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4853 Assessing the Safety of Discharging Patients Receiving High-Dose Methotrexate with Levels Greater Than 0.1 Umol/L

Program: Oral and Poster Abstracts
Session: 902. Health Services and Quality—Lymphoid Malignancies: Poster III
Hematology Disease Topics & Pathways:
Clinical Practice (Health Services and Quality)
Monday, December 12, 2022, 6:00 PM-8:00 PM

Elaine Xiang, PharmD1*, Jamie Chin, PharmD2*, Jonathan Weltz, DO3*, Aaron Sango, PharmD1*, Meredith Akerman, MS4*, Michael L. Grossbard, MD5 and Shella Saint Fleur-Lominy, MD, PhD6

1NYU Langone Health, New York, NY
2Pharmacy, NYU Winthrop Hospital, Mineola, NY
3Division of Oncology-Hematology, NYU Long Island School of Medicine, Mineola, NY
4Department of Biostatistics, NYU Winthrop Hospital, Mineola, NY
5Laura and Isaac Perlmutter Cancer Center, NYU Grossman School of Medicine, New York, NY
6Perlmutter Cancer Center, New York University Grossman School of Medicine, New York, NY


High-dose methotrexate (HD-MTX) remains a backbone therapy in a number of malignancies and is defined as a dose of greater than 500 mg/m2. HD-MTX requires supportive measures to minimize toxicity, particularly nephrotoxicity. MTX levels are followed to ensure adequate clearance of drug. Historically, patients were discharged with a MTX level of ≤0.05 umol/L. However, many single-center studies have shown that liberalizing the discharge level to <0.1 umol/L is safe and allows earlier hospital discharge. At NYU Langone Health (NYULH), many patients with stable renal function are discharged with a level of >0.1 umol/L, with supportive medications including oral leucovorin with or without sodium bicarbonate. The aim of our study is to confirm the safety of discharging patients with a MTX level of >0.1 umol/L.


This was a single center, retrospective, institutional-review board approved study of all adult patients who received HD-MTX in the inpatient setting, between January 1, 2017 and February 20, 2021. The primary endpoint was the incidence of renal injury post discharge from the HD-MTX admission. Outcomes were analyzed among three MTX level categories at discharge (>0.2 umol/L, 0.1-0.2 umol/L, <0.1 umol/L). If patients received more than one cycle of HD-MTX, each cycle was reported as an individual event. Baseline characteristics were reported based on the first infusion of each unique individual. Baseline renal insufficiency was defined as a creatinine clearance (CrCl) of less than 30 mL/min. Renal injury was graded according to the National Cancer Institute Common Terminology Criteria for Adverse Events (NCI CTCAE, version 5.0). The first outpatient serum creatinine (SCr) documented in the patient chart post HD-MTX hospitalization was utilized to analyze renal injury.

The study included 108 patients who received a total of 336 HD-MTX infusions. The primary indication for HD-MTX was central nervous system prophylaxis for diffuse large b-cell lymphoma or acute lymphoblastic leukemia. The most common HD-MTX doses were between 1,001-3,500 mg/m2 compared to 500-1,000mg/m2 and >3,500mg/m2 (p=0.0006). Four patients (4%) had baseline renal insufficiency. Of the 336 infusions, 49 (15%) infusions were categorized into MTX discharge level >0.2 umol/L, 145 (43%) into MTX 0.1-0.2 umol/L, and 142 (42%) into MTX <0.1 umol/L. Within the discharge category >0.2 umol/L, the median level was 0.28 umol/L (IQR, 0.22 – 0.37). The highest level was 1.04 umol/L at discharge. Patients were more likely to be discharged with oral leucovorin if they were discharged with a MTX level >0.1 umol/L (p<0.001). Similarly, patients were more frequently prescribed oral sodium bicarbonate if discharged with a MTX level >0.2 umol/L (p<0.001).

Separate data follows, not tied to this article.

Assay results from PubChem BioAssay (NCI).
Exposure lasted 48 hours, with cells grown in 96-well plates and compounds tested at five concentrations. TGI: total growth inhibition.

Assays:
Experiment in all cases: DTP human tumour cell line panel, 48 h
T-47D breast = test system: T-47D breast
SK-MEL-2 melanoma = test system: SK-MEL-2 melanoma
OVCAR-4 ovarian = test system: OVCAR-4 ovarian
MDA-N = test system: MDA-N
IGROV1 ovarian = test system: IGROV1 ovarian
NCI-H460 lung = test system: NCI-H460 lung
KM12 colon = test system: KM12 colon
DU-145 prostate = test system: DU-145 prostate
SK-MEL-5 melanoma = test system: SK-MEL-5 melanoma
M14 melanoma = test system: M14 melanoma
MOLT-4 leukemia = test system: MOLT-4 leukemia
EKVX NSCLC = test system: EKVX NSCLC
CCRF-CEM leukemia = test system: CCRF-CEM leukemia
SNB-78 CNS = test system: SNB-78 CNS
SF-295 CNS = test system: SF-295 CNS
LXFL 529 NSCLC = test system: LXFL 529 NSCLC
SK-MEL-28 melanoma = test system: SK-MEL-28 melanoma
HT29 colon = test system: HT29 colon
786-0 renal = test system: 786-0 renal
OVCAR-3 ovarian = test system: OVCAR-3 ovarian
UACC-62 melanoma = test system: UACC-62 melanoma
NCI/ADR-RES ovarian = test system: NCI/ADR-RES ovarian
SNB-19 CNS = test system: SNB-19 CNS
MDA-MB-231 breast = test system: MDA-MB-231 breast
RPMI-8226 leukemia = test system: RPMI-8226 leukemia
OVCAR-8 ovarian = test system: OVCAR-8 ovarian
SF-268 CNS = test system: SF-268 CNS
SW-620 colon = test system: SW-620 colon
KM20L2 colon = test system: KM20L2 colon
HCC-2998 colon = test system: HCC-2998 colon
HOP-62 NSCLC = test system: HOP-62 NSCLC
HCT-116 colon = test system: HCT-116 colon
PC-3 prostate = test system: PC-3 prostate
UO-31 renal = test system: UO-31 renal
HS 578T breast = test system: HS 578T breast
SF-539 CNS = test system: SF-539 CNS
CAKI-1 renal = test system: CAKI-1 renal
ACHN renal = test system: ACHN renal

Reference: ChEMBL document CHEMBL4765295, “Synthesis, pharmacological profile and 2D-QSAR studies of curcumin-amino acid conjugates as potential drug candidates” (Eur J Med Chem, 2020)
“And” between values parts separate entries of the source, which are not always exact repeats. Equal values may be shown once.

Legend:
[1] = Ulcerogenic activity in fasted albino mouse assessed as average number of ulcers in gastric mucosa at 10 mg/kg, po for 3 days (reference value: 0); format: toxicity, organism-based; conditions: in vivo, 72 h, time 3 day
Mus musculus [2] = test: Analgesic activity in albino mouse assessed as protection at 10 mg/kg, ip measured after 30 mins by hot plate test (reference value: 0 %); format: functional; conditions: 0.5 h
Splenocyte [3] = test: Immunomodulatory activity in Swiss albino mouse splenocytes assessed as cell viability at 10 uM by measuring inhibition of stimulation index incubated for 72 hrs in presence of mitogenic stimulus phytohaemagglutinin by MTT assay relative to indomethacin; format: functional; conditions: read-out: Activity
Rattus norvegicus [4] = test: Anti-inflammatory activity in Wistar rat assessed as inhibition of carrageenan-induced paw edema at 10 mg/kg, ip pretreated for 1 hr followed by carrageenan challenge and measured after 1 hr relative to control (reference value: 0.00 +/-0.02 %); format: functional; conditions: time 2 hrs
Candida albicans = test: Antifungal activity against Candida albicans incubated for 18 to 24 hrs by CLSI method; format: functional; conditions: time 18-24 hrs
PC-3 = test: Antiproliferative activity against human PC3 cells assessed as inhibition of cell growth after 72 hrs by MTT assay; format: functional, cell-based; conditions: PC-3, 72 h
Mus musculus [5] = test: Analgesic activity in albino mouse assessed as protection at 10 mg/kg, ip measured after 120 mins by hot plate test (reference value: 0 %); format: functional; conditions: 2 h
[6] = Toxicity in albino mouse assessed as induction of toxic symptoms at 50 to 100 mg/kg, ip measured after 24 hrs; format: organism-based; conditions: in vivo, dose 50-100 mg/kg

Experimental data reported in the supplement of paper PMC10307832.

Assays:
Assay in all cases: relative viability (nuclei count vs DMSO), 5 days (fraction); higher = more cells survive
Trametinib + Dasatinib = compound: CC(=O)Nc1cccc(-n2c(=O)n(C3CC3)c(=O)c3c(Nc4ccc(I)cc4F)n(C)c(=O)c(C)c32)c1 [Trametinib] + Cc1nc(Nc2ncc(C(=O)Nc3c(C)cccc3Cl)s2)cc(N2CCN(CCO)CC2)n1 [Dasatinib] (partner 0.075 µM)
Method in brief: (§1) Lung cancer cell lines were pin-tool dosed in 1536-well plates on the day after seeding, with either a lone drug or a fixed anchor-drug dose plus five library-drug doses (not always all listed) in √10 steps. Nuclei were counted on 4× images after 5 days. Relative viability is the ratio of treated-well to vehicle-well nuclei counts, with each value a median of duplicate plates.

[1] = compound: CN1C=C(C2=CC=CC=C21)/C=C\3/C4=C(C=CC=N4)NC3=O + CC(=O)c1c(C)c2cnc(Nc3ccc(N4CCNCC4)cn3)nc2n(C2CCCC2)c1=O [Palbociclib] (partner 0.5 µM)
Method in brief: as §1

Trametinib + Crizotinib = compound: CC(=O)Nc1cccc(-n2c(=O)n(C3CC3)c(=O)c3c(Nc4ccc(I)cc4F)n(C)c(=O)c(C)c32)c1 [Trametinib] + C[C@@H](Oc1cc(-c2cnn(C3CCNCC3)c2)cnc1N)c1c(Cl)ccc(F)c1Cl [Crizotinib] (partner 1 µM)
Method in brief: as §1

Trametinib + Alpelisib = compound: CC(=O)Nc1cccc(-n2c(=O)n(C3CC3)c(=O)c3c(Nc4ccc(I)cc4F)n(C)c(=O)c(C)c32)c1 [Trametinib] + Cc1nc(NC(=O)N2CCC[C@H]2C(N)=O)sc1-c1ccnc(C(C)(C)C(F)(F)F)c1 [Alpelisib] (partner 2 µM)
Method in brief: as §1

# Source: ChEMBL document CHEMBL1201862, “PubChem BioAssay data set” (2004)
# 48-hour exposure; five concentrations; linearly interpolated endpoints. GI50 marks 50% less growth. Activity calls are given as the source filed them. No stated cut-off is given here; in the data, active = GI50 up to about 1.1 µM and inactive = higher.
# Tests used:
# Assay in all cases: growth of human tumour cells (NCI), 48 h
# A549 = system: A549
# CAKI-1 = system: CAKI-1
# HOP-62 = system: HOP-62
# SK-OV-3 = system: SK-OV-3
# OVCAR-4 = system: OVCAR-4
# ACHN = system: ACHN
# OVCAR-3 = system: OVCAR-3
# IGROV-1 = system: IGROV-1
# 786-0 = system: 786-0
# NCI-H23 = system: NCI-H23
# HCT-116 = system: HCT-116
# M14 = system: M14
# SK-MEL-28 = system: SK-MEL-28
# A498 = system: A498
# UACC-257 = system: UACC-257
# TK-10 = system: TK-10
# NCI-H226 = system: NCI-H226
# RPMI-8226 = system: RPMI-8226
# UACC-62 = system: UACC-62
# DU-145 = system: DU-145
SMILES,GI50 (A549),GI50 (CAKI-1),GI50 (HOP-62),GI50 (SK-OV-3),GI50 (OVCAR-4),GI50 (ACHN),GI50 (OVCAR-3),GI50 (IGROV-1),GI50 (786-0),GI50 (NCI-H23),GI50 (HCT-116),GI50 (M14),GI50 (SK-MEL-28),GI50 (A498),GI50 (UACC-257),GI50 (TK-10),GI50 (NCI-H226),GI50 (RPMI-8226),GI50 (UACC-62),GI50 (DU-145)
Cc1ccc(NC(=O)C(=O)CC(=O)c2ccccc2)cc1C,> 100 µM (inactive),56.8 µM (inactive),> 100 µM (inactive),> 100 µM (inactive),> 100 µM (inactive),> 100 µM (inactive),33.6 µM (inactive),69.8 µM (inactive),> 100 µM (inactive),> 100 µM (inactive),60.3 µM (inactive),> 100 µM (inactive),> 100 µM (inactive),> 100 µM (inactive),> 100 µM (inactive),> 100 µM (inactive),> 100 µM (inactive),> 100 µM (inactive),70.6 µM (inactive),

There were 28 (8%) renal injury events, with no significant difference in renal injury occurring among the three MTX discharge level ranges. The renal injury events were primarily Grade 1. The median LOS in our study was statistically longer in the MTX <0.1 umol/L category (4 days, IQR 3-12) compared to the MTX 0.1-0.2 umol/L and >0.2 umol/L categories, 3 days (IQR 3-4) and 3.4 days, (IQR 3-4), respectively (p=0.023). There were 14 readmissions post HD-MTX hospitalization discharge. Two patients were admitted on two separate encounters after HD-MTX administration, leaving 12 unique patients. The primary reason for readmission was for myelosuppression, although all of these patients received other cytotoxic chemotherapy as part of the hyper-CVAD regimen. Two readmissions were after a MTX discharge level of >0.2 umol/L and 6 readmissions for both MTX discharge level of 0.1- 0.2 umol/L and <0.1 umol/L.


Our study demonstrates that it is safe to discharge patients with a MTX level of >0.1 umol/L, with no difference in renal injury, and supporting shortened length of stay. Our data also suggest that it is safe to discharge a patient with a MTX level up to 0.4 umol/L, as our upper 75th quartile range was 0.37 umol/L, acknowledging supportive medications are prescribed. Limitations of this study include the retrospective nature of the study and heterogenous population. The length of stay data are confounded by other factors as well including multiday chemotherapy regimens, infections, and newly diagnosed malignancies. Our plan is to create an institutional protocol to outline the supportive care to support an early discharge of patients receiving HD-MTX.

Disclosures: No relevant conflicts of interest to declare.

*signifies non-member of ASH